buoy up

(redirected from buoy)
Also found in: Dictionary, Thesaurus, Medical, Legal, Financial, Acronyms, Encyclopedia, Wikipedia.
Related to buoy: buoy up

buoy up

1. To physically support and elevate someone or something. A noun or pronoun can be used between "buoy" and "up." My daughter needs floaties to buoy her up in the pool.
2. To emotionally support someone or something. A noun or pronoun can be used between "buoy" and "up." I can always count on my friends to buoy me up during tough times.
3. To bolster or strengthen someone or something. A noun or pronoun can be used between "buoy" and "up." They're counting on the popular young actor's endorsement to really buoy up their campaign.
See also: up
Farlex Dictionary of Idioms. © 2015 Farlex, Inc, all rights reserved.

buoy someone or something up

to keep someone or something afloat. Use this cushion to buoy yourself up. The log buoyed up the swimmer until help came. The air trapped in the hull buoyed the boat up.
See also: up

buoy someone up

Fig. to support, encourage, or sustain someone. The good news buoyed her up considerably. Her good humor buoyed up the entire party.
See also: up
McGraw-Hill Dictionary of American Idioms and Phrasal Verbs. © 2002 by The McGraw-Hill Companies, Inc.

buoy up

1. To keep something or someone aloft or afloat: Air currents helped buoy up the glider. The life jacket buoyed me up until I was rescued.
2. To keep something at a high level; support something: The advertising campaign buoyed up their sales through the summer. The athlete's endorsement buoyed the politician up.
3. To hearten or inspire someone or something: The cheering fans buoyed up the team's spirit. Your kind words have buoyed me up.
See also: up
The American Heritage® Dictionary of Phrasal Verbs. Copyright © 2005 by Houghton Mifflin Harcourt Publishing Company. Published by Houghton Mifflin Harcourt Publishing Company. All rights reserved.
See also:
References in periodicals archive ?
The Malaysia Meteorology Department director-general told NST that the buoys' main contractor Astronautic Technology (M) Sdn Bhd was forced to dispose the three buoys following Cabinet approval.
where [A.sub.R,1] is the heave amplitude of the buoy. The function of [[phi].sub.R,1] also satisfies Laplace equation in the fluid domain.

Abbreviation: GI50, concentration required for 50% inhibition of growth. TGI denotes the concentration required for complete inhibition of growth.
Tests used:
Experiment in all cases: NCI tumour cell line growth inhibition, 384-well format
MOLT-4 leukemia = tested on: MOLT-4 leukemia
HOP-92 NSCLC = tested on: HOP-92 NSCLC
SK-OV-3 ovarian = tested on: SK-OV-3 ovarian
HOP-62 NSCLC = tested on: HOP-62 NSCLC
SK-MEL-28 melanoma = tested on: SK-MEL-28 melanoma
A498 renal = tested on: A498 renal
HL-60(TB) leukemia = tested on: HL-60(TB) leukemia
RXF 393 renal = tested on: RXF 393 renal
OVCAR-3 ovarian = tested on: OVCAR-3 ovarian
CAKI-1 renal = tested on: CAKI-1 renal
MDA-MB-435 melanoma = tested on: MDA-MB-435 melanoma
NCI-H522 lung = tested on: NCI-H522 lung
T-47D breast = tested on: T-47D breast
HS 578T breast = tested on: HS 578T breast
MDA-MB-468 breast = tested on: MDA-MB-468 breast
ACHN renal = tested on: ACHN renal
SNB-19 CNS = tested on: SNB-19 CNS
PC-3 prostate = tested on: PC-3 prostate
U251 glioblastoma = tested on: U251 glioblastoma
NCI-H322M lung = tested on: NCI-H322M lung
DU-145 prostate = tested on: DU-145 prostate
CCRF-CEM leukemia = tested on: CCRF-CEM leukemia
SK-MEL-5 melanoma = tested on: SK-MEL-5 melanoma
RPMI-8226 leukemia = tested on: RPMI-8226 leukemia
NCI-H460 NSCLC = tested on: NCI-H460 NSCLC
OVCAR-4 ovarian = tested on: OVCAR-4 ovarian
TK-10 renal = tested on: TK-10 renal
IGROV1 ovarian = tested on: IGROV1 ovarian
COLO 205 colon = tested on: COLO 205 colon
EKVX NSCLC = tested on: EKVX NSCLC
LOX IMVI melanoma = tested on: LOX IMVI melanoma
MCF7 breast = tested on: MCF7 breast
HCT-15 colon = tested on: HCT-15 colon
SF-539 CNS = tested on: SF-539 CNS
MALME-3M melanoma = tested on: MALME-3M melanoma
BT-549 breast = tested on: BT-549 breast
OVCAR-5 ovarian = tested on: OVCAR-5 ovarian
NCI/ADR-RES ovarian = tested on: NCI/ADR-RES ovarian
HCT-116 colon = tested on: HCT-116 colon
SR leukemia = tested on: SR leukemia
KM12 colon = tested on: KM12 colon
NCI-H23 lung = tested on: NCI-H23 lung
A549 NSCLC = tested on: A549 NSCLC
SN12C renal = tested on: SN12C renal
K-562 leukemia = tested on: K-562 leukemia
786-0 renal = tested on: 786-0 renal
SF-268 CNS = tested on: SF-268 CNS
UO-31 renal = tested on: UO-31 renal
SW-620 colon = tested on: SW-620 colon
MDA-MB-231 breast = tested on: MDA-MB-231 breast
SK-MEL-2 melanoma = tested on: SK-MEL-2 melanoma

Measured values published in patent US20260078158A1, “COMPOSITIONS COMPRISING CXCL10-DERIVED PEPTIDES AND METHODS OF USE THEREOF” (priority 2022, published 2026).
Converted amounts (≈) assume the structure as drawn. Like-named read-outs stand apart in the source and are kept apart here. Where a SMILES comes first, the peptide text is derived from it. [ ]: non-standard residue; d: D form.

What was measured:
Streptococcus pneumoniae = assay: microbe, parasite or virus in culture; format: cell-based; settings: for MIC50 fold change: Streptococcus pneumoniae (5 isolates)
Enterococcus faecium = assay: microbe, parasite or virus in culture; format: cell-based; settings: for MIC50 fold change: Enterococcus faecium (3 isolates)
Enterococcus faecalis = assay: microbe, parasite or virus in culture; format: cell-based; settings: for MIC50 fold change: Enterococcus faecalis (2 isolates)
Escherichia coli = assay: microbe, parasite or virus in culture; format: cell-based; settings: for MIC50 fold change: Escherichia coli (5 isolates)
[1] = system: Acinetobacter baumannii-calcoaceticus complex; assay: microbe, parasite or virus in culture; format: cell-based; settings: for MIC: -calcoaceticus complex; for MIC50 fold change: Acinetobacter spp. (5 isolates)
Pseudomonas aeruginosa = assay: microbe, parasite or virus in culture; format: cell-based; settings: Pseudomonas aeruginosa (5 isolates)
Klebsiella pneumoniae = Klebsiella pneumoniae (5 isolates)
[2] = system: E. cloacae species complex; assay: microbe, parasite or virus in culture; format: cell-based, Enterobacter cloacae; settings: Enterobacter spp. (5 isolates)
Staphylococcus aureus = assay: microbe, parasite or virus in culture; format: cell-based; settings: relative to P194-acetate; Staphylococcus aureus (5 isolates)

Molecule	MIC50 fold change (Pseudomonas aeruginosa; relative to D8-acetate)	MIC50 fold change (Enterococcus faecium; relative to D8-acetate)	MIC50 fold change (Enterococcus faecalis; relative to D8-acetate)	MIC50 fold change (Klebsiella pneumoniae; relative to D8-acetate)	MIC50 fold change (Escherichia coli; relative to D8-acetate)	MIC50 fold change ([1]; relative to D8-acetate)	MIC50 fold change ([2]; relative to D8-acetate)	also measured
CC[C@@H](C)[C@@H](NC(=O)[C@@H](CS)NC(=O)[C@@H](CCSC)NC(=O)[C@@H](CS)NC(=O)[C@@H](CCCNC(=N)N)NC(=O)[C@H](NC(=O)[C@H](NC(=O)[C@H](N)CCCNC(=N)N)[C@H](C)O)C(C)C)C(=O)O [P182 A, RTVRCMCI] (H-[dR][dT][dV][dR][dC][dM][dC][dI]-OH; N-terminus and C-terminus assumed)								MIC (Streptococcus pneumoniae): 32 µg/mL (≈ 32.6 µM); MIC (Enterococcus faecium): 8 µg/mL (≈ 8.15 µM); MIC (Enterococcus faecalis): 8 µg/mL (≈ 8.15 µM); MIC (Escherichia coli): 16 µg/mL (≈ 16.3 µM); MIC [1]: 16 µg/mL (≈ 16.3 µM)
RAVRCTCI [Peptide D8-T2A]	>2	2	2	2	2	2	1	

According to the festival's Director, restoring 'Al Mafras'encouraged Katara to repeat the process with other buoys.
where [rho] is the density of ocean water, g is the acceleration of gravity, [S.sub.w] is the water plane area of heavy buoy, [omega] is the angular frequency, V is the volume of displaced ocean water of heavy buoy, [[mu].sub.z] is the added mass coefficient, and [??] is the complex amplitude of incident ocean waves [12,13].
As we arrived at the third launch point, I saw another AWAY light on the ACIP, but this time I heard a muffled "thump." I quickly looked in my side-view mirror and saw the buoy hanging out of the launcher.
The SAIC Tsunami Buoys will be part of a larger network of tsunami sensors.
Chief Inspector David Charlton, of Gateshead Area Command, warned:"This may seem like a prank, but the removal of life buoys from along rivers can have devastating consequences," he said.
Dan Buoy (far side) battles it out with Fair Spin at his beloved Pontefract in April 2010
But such approval would include multiple conditions on the permit; that Ocean Power Technologies monitors water quality at the site, for example, and have a spill plan in place to determine what happens if the 200 to 265 gallons of hydraulic fluid in each buoy were to leak.
2 September 2011 - Norwegian construction company AF Gruppen ASA (OSL:AFG) announced on Thursday a subcontractor deal worth NOK49m to demolish and recycle a loading buoy at the Statfjord C platform of local oil major Statoil ASA (OSL:STL).
University of Alaska Fairbanks scientists installed two research buoys to help study how climate change may be affecting the pH level of northern seas.
Up to two SRVs would temporarily moor at the proposed deepwater port by means of a submerged unloading buoy system.
11, 1960, a group of scientists, engineers, and technicians from Woods Hole Oceanographic Institution set a doughnut-shaped buoy into the waters off Bermuda.
The buoy of 2.5 m diameter and 4.8 m depth with the Catenary Anchor Leg Mooring (Calm) system can handle up to ultra-large shuttle tankers.